Luke’s version of the transfiguration of Jesus is more personal than the accounts of Mark and Matthew. Thus, for example, Luke alone tells us that Jesus was at prayer when this occurred. And he alone informs us concerning the subject of Jesus’ conversation with Moses and Elijah, that they “spoke of his exodus that he was going to accomplish in Jerusalem” (9: 31).
Moses and Elijah represent the Old Testament which is centered in the exodus of God’s people from the bondage of Egypt. Correspondingly, the exodus of Jesus in Jerusalem, which is his death and resurrection, will be a new exodus initiating a new covenant between God and all the people of the world. This new exodus must happen on the anniversary of the exodus from Egypt and will be the fulfillment of that pivotal event.
The liberation of the Hebrew slaves from the bondage of the Pharoah was the effect of a divine initiative revealing God’s true nature as one who loves and who wishes that all in bondage should be free. This same revelation is at the center of the definitive exodus, which is the death and resurrection of Jesus. Moreover, just as the Passover meal in Israel kept alive the power of the original exodus, so also does the Eucharist of Christians make present among us the love of God as one who offers true and lasting freedom.
The luminous aura that surrounded Jesus on that mountaintop was an external manifestation of his ecstatic recognition that God’s plan of salvation—God’s ultimate exodus—will be brought about by his own loving sacrifice. His loving vulnerability thus becomes the surprising vehicle for God’s power tosave the world. In effect, loving concern for others is revealed as the only power with beneficent and lasting results.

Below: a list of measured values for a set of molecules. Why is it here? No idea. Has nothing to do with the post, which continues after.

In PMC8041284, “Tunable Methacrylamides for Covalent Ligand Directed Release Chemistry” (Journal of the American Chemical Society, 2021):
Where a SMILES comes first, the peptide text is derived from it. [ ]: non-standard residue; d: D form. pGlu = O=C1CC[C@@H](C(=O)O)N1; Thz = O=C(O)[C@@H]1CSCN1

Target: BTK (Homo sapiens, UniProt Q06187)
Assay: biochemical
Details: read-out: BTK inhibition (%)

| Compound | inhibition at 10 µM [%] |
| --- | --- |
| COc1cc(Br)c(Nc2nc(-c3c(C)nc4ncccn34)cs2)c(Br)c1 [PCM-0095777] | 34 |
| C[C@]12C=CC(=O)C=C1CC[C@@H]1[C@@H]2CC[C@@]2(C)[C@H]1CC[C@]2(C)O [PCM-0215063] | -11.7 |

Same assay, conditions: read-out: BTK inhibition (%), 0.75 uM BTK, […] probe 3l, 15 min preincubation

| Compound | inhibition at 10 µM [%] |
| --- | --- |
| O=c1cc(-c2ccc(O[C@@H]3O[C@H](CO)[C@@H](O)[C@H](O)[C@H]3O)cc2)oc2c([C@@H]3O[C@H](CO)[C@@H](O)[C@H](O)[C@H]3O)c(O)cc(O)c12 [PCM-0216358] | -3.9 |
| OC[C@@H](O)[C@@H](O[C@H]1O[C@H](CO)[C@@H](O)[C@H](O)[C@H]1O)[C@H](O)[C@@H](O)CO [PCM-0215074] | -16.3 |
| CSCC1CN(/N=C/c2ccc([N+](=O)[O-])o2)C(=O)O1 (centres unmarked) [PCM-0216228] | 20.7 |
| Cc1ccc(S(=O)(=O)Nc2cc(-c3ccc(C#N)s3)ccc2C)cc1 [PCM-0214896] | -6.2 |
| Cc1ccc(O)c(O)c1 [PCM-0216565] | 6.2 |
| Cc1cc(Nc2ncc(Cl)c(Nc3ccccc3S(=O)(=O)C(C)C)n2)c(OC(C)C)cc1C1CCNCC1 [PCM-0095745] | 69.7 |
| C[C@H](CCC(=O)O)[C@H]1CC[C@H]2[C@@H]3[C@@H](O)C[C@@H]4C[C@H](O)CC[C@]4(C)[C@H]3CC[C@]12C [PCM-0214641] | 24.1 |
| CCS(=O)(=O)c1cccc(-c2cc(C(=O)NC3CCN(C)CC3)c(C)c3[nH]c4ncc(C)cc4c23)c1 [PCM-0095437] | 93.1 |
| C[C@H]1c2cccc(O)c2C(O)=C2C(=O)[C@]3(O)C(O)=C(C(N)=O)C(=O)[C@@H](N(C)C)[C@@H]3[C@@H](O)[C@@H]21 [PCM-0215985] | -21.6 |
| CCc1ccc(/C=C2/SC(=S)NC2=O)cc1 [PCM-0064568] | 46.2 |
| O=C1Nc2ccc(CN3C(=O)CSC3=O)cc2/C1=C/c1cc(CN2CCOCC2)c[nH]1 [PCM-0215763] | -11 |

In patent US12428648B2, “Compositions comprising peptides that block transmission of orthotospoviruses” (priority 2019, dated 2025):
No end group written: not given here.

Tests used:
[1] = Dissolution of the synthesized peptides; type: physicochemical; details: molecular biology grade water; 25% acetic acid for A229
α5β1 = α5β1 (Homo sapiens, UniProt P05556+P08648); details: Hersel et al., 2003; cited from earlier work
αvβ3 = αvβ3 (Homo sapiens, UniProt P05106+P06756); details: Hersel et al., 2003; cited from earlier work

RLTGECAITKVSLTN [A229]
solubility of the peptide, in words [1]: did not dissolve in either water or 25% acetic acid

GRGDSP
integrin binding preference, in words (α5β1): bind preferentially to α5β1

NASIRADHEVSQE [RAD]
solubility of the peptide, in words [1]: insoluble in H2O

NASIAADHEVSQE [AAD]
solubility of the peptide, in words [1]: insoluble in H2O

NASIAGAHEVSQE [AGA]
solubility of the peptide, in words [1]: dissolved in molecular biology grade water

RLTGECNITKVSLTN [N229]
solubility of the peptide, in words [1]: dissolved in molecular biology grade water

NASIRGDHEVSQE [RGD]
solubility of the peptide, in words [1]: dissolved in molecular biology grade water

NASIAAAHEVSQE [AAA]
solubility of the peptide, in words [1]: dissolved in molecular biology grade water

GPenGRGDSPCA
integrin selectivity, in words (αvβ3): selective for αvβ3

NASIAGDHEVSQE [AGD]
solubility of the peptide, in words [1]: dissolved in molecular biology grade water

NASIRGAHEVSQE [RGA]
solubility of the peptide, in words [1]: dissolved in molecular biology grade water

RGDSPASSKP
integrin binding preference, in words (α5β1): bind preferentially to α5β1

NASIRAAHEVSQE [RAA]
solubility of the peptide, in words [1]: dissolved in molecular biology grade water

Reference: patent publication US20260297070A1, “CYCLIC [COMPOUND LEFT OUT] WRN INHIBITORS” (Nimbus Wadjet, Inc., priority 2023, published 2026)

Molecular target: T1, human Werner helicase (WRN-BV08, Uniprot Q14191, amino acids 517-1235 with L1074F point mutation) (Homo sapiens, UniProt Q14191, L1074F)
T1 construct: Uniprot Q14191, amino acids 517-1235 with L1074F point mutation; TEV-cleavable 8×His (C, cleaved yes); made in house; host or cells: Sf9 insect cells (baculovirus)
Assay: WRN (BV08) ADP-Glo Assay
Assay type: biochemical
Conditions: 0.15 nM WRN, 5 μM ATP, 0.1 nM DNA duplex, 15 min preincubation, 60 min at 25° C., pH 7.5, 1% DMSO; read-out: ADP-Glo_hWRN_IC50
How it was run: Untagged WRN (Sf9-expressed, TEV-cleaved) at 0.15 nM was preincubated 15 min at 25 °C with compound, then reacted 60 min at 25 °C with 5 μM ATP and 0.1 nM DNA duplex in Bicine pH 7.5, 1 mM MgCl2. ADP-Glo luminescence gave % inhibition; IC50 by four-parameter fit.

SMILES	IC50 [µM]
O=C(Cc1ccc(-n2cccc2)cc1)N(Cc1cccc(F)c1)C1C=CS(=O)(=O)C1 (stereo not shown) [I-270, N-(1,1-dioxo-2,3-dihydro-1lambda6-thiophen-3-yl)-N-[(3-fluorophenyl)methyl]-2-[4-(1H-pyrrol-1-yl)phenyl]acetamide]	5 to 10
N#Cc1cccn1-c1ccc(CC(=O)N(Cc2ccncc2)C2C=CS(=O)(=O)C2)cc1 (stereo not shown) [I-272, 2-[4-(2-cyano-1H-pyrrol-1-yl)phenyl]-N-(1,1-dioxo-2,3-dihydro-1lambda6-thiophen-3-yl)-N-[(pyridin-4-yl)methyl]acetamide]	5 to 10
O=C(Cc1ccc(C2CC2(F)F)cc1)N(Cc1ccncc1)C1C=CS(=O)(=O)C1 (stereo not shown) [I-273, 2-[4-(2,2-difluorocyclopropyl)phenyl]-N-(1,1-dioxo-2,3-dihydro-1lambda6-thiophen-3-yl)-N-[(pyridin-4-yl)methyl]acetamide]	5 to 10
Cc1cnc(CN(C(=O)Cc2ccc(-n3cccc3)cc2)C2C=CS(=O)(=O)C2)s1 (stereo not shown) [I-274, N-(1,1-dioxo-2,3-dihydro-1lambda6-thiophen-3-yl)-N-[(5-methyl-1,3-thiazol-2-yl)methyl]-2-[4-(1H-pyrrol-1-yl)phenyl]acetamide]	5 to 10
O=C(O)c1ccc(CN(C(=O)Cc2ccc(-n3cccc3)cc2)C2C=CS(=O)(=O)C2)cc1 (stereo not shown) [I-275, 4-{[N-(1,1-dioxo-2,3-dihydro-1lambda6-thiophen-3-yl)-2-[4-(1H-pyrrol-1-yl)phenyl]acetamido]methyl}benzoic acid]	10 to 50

This kind of loving vulnerability does not mean that we are called to be passive or compliant. In fact, this kind of loving is persistent and relentless at the same time that it is gracious and sensitive. For it results from a passionate commitment to the ideal of love received and then offered to others. The only true source of freedom is unselfish love, and the only valid purpose of such freedom is to enable one to love others so that they also may be free.
This equation is clearly implied in the command of God to Israel in Deuteronomy 24:17, where the now liberated Israelites are told to care for the vulnerable ones, for example, the widow, the orphan and the wayfarer. They must do so simply because they were once themselves desperately weak and vulnerable and God loved them into freedom and self-confidence.
The transfigured Jesus represents the full awareness of this incredible wisdom of God. And when the voice from heaven commands us to “listen to him” (9: 35), we are challenged to be transfigured by our own recognition of this wisdom as we become more and more ready to use our freedom so that others also may be free—free from fear and guilt and poverty and pain.
Demetrius R. Dumm, O.S.B.